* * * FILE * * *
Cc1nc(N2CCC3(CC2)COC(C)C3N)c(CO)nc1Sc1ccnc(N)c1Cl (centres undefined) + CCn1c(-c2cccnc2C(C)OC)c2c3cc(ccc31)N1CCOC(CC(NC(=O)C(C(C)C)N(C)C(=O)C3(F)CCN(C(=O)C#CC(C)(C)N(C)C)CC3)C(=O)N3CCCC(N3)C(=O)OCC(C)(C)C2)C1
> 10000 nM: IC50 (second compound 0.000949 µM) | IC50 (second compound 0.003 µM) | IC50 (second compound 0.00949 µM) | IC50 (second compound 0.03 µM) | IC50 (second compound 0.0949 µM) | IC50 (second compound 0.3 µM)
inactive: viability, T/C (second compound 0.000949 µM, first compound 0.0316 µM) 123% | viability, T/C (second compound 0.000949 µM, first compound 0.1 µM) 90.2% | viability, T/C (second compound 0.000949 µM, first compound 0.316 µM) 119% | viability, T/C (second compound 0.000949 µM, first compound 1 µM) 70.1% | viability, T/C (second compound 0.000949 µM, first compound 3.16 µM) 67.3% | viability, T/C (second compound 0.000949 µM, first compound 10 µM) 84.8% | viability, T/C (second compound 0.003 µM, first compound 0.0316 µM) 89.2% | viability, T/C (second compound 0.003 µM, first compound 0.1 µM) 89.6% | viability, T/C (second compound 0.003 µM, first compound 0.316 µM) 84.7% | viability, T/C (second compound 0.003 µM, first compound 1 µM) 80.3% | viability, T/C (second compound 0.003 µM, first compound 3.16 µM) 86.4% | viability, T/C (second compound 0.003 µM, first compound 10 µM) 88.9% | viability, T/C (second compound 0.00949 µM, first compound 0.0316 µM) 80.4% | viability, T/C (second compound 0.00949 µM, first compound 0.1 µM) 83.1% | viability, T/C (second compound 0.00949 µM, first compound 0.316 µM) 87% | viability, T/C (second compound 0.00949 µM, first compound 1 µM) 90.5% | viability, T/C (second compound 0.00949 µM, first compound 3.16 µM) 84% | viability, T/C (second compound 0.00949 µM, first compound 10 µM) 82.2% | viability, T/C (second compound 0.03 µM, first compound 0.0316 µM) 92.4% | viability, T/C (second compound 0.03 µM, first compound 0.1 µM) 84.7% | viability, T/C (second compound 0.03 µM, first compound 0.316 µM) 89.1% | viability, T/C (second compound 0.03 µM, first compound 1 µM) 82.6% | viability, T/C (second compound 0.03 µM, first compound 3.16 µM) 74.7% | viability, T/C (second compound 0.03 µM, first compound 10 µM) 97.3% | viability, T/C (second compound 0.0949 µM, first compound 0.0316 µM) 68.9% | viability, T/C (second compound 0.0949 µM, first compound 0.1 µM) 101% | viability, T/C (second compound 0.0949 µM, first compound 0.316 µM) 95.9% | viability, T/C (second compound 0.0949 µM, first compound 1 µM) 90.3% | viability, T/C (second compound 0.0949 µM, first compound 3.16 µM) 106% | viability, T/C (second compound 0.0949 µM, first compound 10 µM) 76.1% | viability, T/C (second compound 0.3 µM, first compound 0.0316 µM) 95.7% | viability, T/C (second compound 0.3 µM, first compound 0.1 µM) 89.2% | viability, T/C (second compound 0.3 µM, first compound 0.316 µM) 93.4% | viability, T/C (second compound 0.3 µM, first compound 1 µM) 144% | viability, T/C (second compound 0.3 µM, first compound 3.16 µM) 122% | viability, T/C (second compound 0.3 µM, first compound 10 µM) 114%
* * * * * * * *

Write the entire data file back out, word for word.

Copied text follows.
Cc1nc(N2CCC3(CC2)COC(C)C3N)c(CO)nc1Sc1ccnc(N)c1Cl (centres undefined) + CCn1c(-c2cccnc2C(C)OC)c2c3cc(ccc31)N1CCOC(CC(NC(=O)C(C(C)C)N(C)C(=O)C3(F)CCN(C(=O)C#CC(C)(C)N(C)C)CC3)C(=O)N3CCCC(N3)C(=O)OCC(C)(C)C2)C1
> 10000 nM: IC50 (second compound 0.000949 µM) | IC50 (second compound 0.003 µM) | IC50 (second compound 0.00949 µM) | IC50 (second compound 0.03 µM) | IC50 (second compound 0.0949 µM) | IC50 (second compound 0.3 µM)
inactive: viability, T/C (second compound 0.000949 µM, first compound 0.0316 µM) 123% | viability, T/C (second compound 0.000949 µM, first compound 0.1 µM) 90.2% | viability, T/C (second compound 0.000949 µM, first compound 0.316 µM) 119% | viability, T/C (second compound 0.000949 µM, first compound 1 µM) 70.1% | viability, T/C (second compound 0.000949 µM, first compound 3.16 µM) 67.3% | viability, T/C (second compound 0.000949 µM, first compound 10 µM) 84.8% | viability, T/C (second compound 0.003 µM, first compound 0.0316 µM) 89.2% | viability, T/C (second compound 0.003 µM, first compound 0.1 µM) 89.6% | viability, T/C (second compound 0.003 µM, first compound 0.316 µM) 84.7% | viability, T/C (second compound 0.003 µM, first compound 1 µM) 80.3% | viability, T/C (second compound 0.003 µM, first compound 3.16 µM) 86.4% | viability, T/C (second compound 0.003 µM, first compound 10 µM) 88.9% | viability, T/C (second compound 0.00949 µM, first compound 0.0316 µM) 80.4% | viability, T/C (second compound 0.00949 µM, first compound 0.1 µM) 83.1% | viability, T/C (second compound 0.00949 µM, first compound 0.316 µM) 87% | viability, T/C (second compound 0.00949 µM, first compound 1 µM) 90.5% | viability, T/C (second compound 0.00949 µM, first compound 3.16 µM) 84% | viability, T/C (second compound 0.00949 µM, first compound 10 µM) 82.2% | viability, T/C (second compound 0.03 µM, first compound 0.0316 µM) 92.4% | viability, T/C (second compound 0.03 µM, first compound 0.1 µM) 84.7% | viability, T/C (second compound 0.03 µM, first compound 0.316 µM) 89.1% | viability, T/C (second compound 0.03 µM, first compound 1 µM) 82.6% | viability, T/C (second compound 0.03 µM, first compound 3.16 µM) 74.7% | viability, T/C (second compound 0.03 µM, first compound 10 µM) 97.3% | viability, T/C (second compound 0.0949 µM, first compound 0.0316 µM) 68.9% | viability, T/C (second compound 0.0949 µM, first compound 0.1 µM) 101% | viability, T/C (second compound 0.0949 µM, first compound 0.316 µM) 95.9% | viability, T/C (second compound 0.0949 µM, first compound 1 µM) 90.3% | viability, T/C (second compound 0.0949 µM, first compound 3.16 µM) 106% | viability, T/C (second compound 0.0949 µM, first compound 10 µM) 76.1% | viability, T/C (second compound 0.3 µM, first compound 0.0316 µM) 95.7% | viability, T/C (second compound 0.3 µM, first compound 0.1 µM) 89.2% | viability, T/C (second compound 0.3 µM, first compound 0.316 µM) 93.4% | viability, T/C (second compound 0.3 µM, first compound 1 µM) 144% | viability, T/C (second compound 0.3 µM, first compound 3.16 µM) 122% | viability, T/C (second compound 0.3 µM, first compound 10 µM) 114%